Dave forwarded your email and I enjoyed this article you wrote. Didn't know you ever smoked. Dave and I did from dating to young married. I gave up the stuff for good the day I gave birth to Maggi. Can you believe I smoked during both pregnancies and didn't have a clue that it was bad news for me or our kids. Dave gave it up much later, and then we began to learn about the harm second-hand smoke does.
Best to you both. If you're ever in Durham let us know.
An unusual way of describing the pleasures of smoking a cigar, but very poetic. I am going to smoke a cigar right now.
Lovely article, Jerry. The sublime qualities of the cigar are quite at odds with the pedestrian "cool", and today not-so-cool, of the cigarette. Here in DC, the opportunity to share this experience with others is severly hindered by overly restrictive regulations about where one can imbibe. Spring is still months away, and outdoor smoking is but a memory and a wish.
I am a cigar maker, one of two in the Metropolitan area, so glad that I found the noble cigar, and quit the evil "nail".
Such poignant musing on cigars. I can't wait for this weather to thaw a little...nothing beats having a cigar on a spring or summer night! Guess it's time to head to http://www.famous-smoke.com and stock up!
Great article. The simple joys are mostly the best joys.
I love good journalism. Great article, Professor Weinberger.
Big tobacco knew early on what their product did to people's health, but they lied about it. They deserved what they got.
To those people bemoaning the fact that public health "fascism" stops them smoking ..... we live in a shared social space. The moment you light up a cigarette, cigar or pipe, then it becomes your space. There is no compromise possible on this. Its only when you become an ex-smoker that you realise how intrusive the habit is.
Great article Professor Weinberger! While I lost my infatuation with cigarettes at the young age of 19, cigars have continued to have a mystical hold on me. A nice meal, good sex, a job well done; everything is better when it is finished with a long contemplative smoke.
Unfortunately I live in NYC where the notion of "the consent of the governed" disappeared long ago and it's nearly impossible to have a cigar and a drink with your friends in public. We carry on though. Cheers!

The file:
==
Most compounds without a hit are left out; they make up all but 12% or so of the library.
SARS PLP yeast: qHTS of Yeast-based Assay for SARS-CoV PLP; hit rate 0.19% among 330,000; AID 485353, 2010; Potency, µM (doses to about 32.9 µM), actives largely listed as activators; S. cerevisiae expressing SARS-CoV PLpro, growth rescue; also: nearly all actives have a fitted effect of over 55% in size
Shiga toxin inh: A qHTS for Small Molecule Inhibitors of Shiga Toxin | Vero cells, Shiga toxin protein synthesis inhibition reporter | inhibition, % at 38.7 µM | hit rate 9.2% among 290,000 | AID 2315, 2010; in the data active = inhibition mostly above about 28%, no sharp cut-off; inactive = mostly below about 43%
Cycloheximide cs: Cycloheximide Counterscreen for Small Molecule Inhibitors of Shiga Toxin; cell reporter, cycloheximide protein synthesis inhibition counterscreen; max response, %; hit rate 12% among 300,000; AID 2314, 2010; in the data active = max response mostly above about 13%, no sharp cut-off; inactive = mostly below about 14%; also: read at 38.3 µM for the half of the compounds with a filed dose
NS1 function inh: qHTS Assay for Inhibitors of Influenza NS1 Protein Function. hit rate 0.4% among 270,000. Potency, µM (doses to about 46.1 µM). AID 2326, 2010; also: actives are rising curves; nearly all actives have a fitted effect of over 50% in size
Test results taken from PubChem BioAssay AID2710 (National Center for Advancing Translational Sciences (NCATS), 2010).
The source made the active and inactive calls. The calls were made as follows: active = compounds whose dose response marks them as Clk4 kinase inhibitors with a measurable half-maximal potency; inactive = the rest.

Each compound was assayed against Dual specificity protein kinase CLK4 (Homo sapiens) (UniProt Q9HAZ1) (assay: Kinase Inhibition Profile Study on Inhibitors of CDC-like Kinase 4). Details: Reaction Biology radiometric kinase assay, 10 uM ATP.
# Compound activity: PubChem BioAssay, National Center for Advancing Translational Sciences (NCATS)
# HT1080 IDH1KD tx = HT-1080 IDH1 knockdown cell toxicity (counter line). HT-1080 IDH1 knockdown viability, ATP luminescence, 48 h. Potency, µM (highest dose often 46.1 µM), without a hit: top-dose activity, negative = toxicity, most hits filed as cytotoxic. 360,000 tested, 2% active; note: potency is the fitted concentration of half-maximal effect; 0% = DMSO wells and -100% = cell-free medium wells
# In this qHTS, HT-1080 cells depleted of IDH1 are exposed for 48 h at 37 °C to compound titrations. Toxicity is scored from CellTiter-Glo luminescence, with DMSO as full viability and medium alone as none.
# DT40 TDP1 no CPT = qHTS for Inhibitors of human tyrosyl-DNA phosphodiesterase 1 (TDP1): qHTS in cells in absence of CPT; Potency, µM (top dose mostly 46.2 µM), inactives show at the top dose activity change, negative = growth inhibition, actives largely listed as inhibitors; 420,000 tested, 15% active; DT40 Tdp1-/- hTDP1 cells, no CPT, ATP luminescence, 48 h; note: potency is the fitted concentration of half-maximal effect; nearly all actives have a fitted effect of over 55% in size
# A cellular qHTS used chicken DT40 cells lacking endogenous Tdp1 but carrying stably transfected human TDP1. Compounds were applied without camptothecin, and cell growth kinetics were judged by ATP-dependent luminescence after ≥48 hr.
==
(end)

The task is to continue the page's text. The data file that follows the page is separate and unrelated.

Mr. Weinberger, this piece was a pleasure to savor, right down to the final draw.
As an ex-cigarette smoker, I read the article with fond memories of the sublime pleasure that is smoking a cigarette especially, for me, with my morning cup of coffee. And no, I never kidded myself that I was doing something that was good for my health. But I do now enjoy the pleasure of a fine tobacco product, the occasional robusto-sized cigar. Not quite the same, but still in its own way, tremendously satisfying. Regrettably we now live in a society where smokers of all types are demonized and, in our schools, categorized with illegal drug users. Very sad. Perhaps I will console myself with a cigar this evening.
Jeez, what is with these cigar dorks? They're better off endlessly jawing their tiresome mantra, "It doesn't get any better than this!" than trying to wax all lyrical as in this soggy-brained cesspool.
Why the separation of Americans into CLASSES?
The class construct is a European mindset!
You should give up the cigar too, bub. And although your writing is lovely it's just too damn seductive for former smokers. I don't smoke. I am, in fact, one of those annoying asthmatics who wave away smoke ostentatiously in public. I think what your anti-smoke essay is going to do is entice those who are on the wagon in the non-smoker to start puffing away again. Bad, bad, bad.
Never smoked - didn't like it. But loved characters in the movies who did.
I am not a smoker, except for the very rare cigar, whose reality is usually not as good as the thought of it.
Nevertheless, the poetry and the picture it evokes make me wanna go burn one, toute de suite (as my late grandfather would say).
A pleasant essay describing pleasurable moments. Thank you!
Gads. I haven't wanted a smoke so much since 1982.
Love the writing. I've been up Hwy. 99 quite a few times, and Dr. W's description of it brought back lots of good memories.
Wonder if Dr. Weinberger is familiar with Dr. Freud's observation that sometimes a cigar is just a cigar. He does, anyway, confirm it.
What a lovely bit of writing.
I'd like to know when and where you publish more.
You really should join THE VOCABULA REVIEW. You would like them and they you.